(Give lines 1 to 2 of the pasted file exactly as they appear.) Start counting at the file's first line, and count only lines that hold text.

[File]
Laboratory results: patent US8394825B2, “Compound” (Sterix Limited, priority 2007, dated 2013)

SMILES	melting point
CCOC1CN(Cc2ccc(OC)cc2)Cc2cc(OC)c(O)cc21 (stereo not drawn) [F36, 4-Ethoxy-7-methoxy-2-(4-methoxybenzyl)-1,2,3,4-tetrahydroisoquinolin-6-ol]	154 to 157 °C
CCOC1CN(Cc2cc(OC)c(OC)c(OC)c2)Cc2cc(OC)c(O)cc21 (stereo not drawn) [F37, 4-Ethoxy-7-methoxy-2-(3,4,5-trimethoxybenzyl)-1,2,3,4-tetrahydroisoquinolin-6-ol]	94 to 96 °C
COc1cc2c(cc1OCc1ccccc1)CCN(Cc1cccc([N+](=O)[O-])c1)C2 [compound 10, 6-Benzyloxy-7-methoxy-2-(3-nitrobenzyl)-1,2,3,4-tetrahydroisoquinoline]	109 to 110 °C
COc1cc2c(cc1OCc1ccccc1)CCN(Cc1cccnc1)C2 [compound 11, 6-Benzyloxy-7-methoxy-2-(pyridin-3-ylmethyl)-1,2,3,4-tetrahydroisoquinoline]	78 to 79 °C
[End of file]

Laboratory results: patent US8394825B2, “Compound” (Sterix Limited, priority 2007, dated 2013)

SMILES	melting point